AS CONGRESSIONAL REPUBLICANS try to fast-track tax cuts, there’s been plenty of reporting about federal studies suggesting rich Americans would come out far better under their plan than the nation’s poor.
What’s been less obvious is that the proposal could rob poor people of housing opportunities as well.
In a move that’s alarmed housing officials, a tax reform package passed by the US House of Representatives on November 16 would eliminate a tool that’s vital for funding affordable housing projects across the country. They’re called “private activity bonds” (PABs), and they enable affordable housing developers to pay for a sizeable portion of the affordable units that are developed or preserved nationwide.
In Oregon, one estimate says killing the bonds could help scrap 2,850 new affordable homes over the next decade, even as other provisions of the tax plan also hamper development. More populous states could lose far more, with California potentially forgoing more than 260,000 affordable units, the study found.
The result? Housing providers are screaming at anyone who will listen. And they’ve been met with conspicuous silence from one Oregon Congressman, US Rep. Greg Walden.
“I’ve sent two emails—one to him directly and one to his staff,” says Tom Kemper, executive director of Housing Works, which provides affordable housing in Central Oregon (part of Walden’s district). “I just got one of those form emails back.”
Walden, the lone Republican in Oregon’s congressional delegation, was also the only Oregon representative to vote in support of the tax plan that would kill private activity bonds. He did so as his district grapples with a housing shortage and skyrocketing rents—and as Kemper is hoping to use the bonds to battle those problems.
Housing Works is closing in on two new affordable developments that rely on private activity bonds—a 42-unit development in La Pine and a 48-unit building in Sisters. The tax plan Walden supported November 16 could dash the deals to pieces.
“This is really serious; it’s really crazy,” Kemper says. “There’s a housing crisis throughout most communities in Oregon.”
Kemper’s not the only housing provider who Walden’s office has ignored. Joel Madsen is the executive director of the Columbia Cascade Housing Corporation, which works to provide affordable housing in the Columbia River Gorge—including Walden’s hometown of Hood River. He says he’s sent “informative emails” about the impact that the House tax plan could have, and hasn’t seen a response from Walden’s office.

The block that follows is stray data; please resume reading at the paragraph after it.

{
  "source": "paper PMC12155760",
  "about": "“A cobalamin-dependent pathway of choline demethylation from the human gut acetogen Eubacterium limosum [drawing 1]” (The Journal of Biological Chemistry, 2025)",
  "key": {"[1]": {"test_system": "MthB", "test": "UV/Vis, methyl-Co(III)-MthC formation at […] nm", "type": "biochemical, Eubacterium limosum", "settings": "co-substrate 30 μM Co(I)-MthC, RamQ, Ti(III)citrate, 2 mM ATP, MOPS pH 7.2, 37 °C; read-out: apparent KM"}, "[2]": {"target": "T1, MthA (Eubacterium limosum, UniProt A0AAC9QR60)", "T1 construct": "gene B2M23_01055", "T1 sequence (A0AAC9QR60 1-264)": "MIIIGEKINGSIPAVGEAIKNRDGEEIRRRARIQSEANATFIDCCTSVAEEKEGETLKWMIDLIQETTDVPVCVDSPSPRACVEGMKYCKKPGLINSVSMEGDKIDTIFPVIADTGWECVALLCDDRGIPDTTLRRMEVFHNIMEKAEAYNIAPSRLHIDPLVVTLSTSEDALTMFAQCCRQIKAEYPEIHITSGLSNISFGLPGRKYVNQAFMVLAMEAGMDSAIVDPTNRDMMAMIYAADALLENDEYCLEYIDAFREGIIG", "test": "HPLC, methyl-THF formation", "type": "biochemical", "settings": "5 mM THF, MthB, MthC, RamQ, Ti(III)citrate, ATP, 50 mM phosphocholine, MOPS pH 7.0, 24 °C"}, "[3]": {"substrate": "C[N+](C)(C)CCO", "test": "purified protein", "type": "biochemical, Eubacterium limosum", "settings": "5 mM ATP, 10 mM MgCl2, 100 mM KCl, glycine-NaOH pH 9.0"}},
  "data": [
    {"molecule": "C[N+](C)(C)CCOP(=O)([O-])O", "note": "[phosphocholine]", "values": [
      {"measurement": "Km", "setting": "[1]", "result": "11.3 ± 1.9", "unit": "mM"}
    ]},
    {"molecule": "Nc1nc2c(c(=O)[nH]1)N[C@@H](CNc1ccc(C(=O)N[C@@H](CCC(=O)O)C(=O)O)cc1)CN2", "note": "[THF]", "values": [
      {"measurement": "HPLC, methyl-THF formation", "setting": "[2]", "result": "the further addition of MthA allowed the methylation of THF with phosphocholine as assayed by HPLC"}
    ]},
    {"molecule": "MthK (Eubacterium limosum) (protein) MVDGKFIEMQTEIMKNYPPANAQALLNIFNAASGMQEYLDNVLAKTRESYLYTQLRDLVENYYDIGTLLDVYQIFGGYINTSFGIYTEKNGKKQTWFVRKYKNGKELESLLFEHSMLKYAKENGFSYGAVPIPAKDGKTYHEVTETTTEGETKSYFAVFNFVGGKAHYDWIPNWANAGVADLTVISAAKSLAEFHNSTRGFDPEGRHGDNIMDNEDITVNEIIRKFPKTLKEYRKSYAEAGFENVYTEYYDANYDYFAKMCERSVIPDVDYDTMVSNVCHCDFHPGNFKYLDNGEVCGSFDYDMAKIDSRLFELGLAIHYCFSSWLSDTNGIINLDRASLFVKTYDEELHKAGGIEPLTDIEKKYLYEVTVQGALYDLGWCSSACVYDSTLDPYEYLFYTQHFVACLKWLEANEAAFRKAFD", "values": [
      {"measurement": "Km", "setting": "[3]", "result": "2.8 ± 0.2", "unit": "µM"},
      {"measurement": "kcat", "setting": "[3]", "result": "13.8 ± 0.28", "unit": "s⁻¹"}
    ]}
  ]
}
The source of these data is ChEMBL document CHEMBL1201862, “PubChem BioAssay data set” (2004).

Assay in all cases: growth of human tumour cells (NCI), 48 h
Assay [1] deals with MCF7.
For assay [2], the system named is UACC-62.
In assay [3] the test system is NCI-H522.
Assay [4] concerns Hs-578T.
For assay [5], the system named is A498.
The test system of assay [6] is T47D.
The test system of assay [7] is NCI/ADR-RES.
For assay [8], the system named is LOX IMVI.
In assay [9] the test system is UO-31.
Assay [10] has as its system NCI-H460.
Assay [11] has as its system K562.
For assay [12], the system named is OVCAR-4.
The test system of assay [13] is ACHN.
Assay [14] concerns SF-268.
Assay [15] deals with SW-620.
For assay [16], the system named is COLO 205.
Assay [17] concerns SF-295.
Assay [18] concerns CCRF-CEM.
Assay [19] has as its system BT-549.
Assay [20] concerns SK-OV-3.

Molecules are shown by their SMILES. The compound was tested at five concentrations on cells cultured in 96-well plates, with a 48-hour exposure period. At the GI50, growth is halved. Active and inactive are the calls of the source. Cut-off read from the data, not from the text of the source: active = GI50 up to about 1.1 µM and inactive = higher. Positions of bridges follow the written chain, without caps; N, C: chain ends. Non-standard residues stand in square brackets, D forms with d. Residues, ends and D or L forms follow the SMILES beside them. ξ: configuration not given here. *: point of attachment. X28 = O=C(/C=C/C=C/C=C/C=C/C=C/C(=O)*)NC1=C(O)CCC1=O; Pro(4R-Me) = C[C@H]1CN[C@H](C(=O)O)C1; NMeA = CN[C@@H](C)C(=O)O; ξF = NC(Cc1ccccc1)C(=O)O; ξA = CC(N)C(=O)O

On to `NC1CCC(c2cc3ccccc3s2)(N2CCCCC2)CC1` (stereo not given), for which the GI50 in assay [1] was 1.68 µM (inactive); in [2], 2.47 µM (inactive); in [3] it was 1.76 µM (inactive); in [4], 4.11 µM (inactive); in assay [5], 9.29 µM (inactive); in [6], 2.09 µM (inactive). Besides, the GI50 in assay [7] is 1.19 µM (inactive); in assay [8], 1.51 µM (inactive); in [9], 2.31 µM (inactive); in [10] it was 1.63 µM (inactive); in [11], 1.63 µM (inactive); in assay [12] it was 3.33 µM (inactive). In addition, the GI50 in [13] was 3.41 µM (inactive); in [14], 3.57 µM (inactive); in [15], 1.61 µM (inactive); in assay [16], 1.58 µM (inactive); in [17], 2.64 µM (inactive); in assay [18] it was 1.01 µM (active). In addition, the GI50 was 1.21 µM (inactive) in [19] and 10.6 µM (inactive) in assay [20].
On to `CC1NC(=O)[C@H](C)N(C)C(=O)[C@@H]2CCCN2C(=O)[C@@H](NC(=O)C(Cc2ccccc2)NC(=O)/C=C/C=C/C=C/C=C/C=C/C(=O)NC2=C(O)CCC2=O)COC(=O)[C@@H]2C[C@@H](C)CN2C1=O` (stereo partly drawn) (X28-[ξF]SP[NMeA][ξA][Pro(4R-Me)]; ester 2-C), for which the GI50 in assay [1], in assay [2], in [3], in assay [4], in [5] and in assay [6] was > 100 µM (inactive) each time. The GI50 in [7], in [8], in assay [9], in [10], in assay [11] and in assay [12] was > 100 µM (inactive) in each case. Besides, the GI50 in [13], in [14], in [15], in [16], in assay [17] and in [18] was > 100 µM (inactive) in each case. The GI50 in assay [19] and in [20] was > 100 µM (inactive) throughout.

A spokesperson for Walden did not respond to repeated inquiries from the Mercury. But if Walden’s not paying attention, he should be.
“Private Activity Bonds are helping to spur affordable housing development across the state, and in particular in rural Oregon and in Representative Walden’s district,” says Ariel Nelson, a spokesperson for Oregon’s Housing and Community Services Department. According to state figures, “the immediate impact of eliminating PABs would be 243 homes under development” in the vast swath of Oregon that Walden represents.
The issue’s far greater than one Congressman, of course. Housing authorities around the country rely on PABs to obtain tax credits, which can then be sold to finance housing projects. There’s still no telling whether the House proposal has legs—the Senate is working up another proposal that doesn’t kill the bonds, and the two bodies will need to agree on any final package. Still, since the idea emerged, the affordable housing industry has been sounding the alarm.
“These tools are essential to our success in Portland and can’t be diminished without serious repercussions,” says Kurt Creager, director of the Portland Housing Bureau. “Unintended consequences could be profound.”
Emily Cadik, director of public policy for Washington, DC-based Enterprise Community Partners and a board member for the Affordable Housing Tax Credit Coalition, says killing PABs could slash development of affordable housing in half nationwide. A study from San Francisco-based accounting and consulting firm Novogradac and Company earlier this month found the tax proposal would kill the development of more than 880,000 affordable apartments over the next decade.
The reason, according to Cadik, is that the funding provided through these bonds is increasingly popular—particularly in states like Oregon facing steep affordable housing shortages. More than a third of affordable units financed with tax credits in the state use PABs, she says.
Without them, “It’s not just harder to finance [those projects], it’s impossible,” Cadik says. “None of those get done. That is why the affordable housing industry is so alarmed right now.”